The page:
I’ve had a few council parking/traffic fines over the years. I’ve paid all of them – on the basis they were a fair cop – except one Kirklees parking fine a few years ago. Somehow the dispute over a £35 ticket ended in the Traffic Penalty Tribunal.
One of my children – now healthy – was extremely poorly after he was born. He had problems breathing. He was discharged from hospital after three months and for the next nine months he had to have oxygen at home. The oxygen was in big cylinders under his cot and in the front room with a portable cylinder for when we had to go out. It was a difficult and stressful time.
In July 2012, he had a chest infection and the paediatric nurse came to see him at home. She was moderately concerned and said we should take him to the GPs or hospital. I was fairly sure we would end up in hospital – another admission to add to the collection. But: always keen to avoid A&E for both self-centred and public-spirited reasons, I rang the doctors.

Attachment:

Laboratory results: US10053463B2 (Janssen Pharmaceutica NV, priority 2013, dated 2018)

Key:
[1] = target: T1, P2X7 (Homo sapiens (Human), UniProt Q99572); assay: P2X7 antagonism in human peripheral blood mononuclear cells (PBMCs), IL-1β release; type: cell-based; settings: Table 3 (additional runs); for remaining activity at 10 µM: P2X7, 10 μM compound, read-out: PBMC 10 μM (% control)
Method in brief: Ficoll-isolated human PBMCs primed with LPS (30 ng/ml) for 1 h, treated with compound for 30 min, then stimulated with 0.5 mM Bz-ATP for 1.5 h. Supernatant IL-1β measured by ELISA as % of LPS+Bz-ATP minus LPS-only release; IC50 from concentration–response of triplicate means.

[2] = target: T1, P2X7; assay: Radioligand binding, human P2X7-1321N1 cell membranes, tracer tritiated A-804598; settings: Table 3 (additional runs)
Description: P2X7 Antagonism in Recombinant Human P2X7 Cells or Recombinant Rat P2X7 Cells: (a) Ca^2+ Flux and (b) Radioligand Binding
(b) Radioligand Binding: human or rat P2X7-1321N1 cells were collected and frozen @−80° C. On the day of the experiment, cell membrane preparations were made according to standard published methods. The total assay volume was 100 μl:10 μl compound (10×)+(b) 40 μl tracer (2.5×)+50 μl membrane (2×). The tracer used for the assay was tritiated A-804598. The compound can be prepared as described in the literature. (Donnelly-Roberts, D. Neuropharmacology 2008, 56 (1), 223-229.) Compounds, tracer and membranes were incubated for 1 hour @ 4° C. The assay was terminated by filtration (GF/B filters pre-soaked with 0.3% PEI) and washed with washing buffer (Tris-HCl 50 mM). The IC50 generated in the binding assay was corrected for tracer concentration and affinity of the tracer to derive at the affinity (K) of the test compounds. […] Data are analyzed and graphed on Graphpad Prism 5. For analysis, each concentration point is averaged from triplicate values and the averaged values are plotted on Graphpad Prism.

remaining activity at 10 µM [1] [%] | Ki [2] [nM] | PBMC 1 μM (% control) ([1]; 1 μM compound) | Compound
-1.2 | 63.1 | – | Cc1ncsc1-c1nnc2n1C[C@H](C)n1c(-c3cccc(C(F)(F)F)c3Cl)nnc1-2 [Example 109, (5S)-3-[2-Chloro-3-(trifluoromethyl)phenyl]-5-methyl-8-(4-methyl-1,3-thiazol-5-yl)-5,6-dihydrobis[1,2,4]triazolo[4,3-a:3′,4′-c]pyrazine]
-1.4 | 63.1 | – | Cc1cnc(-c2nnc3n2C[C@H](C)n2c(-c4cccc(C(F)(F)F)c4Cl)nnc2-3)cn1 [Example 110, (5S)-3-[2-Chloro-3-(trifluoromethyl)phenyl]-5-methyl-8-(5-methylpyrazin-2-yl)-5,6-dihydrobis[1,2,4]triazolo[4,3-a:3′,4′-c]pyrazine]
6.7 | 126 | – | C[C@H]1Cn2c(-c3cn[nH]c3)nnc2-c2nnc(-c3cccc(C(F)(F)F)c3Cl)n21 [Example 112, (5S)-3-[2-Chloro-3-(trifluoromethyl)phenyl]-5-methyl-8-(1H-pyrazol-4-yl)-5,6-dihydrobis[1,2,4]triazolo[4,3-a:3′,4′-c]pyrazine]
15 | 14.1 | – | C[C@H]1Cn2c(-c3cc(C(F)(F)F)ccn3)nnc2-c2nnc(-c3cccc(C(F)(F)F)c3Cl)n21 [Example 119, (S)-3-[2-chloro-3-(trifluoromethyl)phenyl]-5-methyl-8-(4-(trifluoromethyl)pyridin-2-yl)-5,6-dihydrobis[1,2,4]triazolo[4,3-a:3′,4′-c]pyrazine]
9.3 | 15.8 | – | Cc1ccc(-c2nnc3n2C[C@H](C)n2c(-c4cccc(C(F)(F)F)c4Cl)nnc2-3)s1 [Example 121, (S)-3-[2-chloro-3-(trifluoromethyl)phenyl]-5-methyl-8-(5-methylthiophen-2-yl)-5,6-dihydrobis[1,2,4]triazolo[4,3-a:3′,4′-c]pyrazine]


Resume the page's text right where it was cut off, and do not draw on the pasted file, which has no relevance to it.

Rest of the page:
The boy’s name and date of birth did for the receptionist and within ten minutes we were pulling up outside the surgery. All the surgery parking spaces were full and there were no general parking spaces free nearby. The options were: drive round looking for a space an unknown distance away or park in the sparsely occupied residents ‘permit holders only’ zone which was ten metres from the surgery entrance.
Half an hour later and after a thorough examination, we were on our way home with:
- a prescription for antibiotics (‘I’m sure it’s a viral infection, but we’ll have a side bet with a course of antibiotics’);
- advice to come straight back if he got any worse; and
- a parking ticket stuck to the windscreen for parking in the residents’ zone without a permit.
Representations to the Council
Kirklees is my local council in West Yorkshire, covering the towns of Huddersfield, Dewsbury, Batley and Holmfirth. I expected the council would have some policy or discretion to cancel parking tickets in deserving cases. I wrote to the council enclosing medical evidence and said: